Loving the bike
T2 – Since I was only the 2nd female age grouper to come through transition and the 7th woman overall, the volunteers in the women’s changing tent were eager to help. They had my run bag ready as I unclipped my helmet and kicked off my bike shoes, they helped me with my socks and run shoes as I grabbed my visor and water flask to run out of T2 in 58 seconds! Yep, this is pretty nerdy, but I am very proud of my quick transitions. I was the second fastest age grouper (2nd only to my ex-boyfriend- dang!) and 9th overall. Julie Dibens and Tom Evans should really start listening to me. :-)

Run – My goal for the run was 3:30 – 3:35 and I tried to ease into it as best I could. My long training runs for the past couple months have been in the 6:50 – 7:05 range and I was trying to start around an 8:15 pace for the first couple miles. But I couldn’t hold back. I was running 7:20s and I felt like the only way to slow down would be to walk. So I just focused on a light feet and told myself to relax. But I also tried to soak it in a little. As I ran through downtown I heard the announcer say, “And one of our faster women just started the run.” It’s hard to believe he was talking about me. But my favorite cheer of the day was from Michael Vanderhyde, “you chicked a lot of boys out there today!” It was true; out of the 1,605 male age group finishers, only 84 finished in front of me.

Headed out for lap 2 on the run
After a few miles my pacing finally evened out and I was averaging around 7:55/mile at the half. I’d walk through the water stops to get enough fluids and took energy gels every 5 miles, exactly according to plan. I would entertain myself with grade school math, “if you run the last five miles at a 10 minute pace, you’d finish in this time or if you run the last 4 in 12 minute miles you’d finish in this time…” Then I’d say to myself, “but why would you run a 12 minute mile?...” My run legs stayed strong up and down the hills and I never ran anything slower than a 9 minute mile, even on the steepest part of the run course. “Don’t give up and don’t let up.” kept repeating in my mind and the miles ticked away. “Don’t give up and don’t let up.” Thank you, thank you, thank you to the Seattle triathlon teams: PauoleSport, VO2 Multisport, and TN Multisport for all the cheers along the way. There was no letting up with so many Seattle triathletes on the course, both racing and supporting!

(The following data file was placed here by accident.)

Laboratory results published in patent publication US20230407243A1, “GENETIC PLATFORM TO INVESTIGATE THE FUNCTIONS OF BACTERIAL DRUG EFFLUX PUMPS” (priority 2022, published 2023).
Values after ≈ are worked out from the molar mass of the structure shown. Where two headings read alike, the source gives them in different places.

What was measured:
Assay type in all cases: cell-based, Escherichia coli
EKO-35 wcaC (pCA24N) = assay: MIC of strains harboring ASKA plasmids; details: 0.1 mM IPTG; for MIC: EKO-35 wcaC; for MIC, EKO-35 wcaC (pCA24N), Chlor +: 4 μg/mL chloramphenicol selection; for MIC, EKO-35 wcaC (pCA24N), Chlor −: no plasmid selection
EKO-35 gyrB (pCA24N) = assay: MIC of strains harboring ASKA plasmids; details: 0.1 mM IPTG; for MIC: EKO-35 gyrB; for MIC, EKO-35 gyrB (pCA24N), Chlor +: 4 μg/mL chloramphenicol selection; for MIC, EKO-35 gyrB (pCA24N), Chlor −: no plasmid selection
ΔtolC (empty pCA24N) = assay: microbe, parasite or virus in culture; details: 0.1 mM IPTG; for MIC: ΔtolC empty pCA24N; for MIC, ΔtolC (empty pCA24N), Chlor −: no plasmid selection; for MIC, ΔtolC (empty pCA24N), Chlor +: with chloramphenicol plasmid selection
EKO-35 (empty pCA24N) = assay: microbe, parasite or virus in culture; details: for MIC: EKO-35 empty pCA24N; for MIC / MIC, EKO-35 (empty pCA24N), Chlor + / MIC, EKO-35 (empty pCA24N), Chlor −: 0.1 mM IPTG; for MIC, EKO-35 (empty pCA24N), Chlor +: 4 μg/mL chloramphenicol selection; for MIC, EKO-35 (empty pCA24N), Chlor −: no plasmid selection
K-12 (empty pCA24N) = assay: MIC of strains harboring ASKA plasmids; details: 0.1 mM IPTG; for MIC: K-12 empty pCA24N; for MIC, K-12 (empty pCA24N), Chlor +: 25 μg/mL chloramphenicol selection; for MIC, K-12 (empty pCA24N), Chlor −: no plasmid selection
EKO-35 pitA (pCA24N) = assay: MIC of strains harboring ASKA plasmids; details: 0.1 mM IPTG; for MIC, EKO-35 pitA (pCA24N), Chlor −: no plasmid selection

I turned the corner onto Sherman and knew my race went exactly according to plan! My splits were within seconds of my expectations and I had kept my position in my age group, despite some very stiff competition. I wasn’t able to chase down the 1st place amateur, but was very happy to finish second. I’ve never felt so strong at the end of an Ironman. That moment made every early alarm clock, tough workout, missed happy hour, cold bike ride, and rainy run completely worth it. I soaked it all in blowing kisses to my friends and choking back tears of joy. I crossed the finish line and wrapped my arms around the first volunteer I could find (worth watching in a video clip here), which is probably my very favorite racing tradition. 

Headed down Sherman - watch the guy in black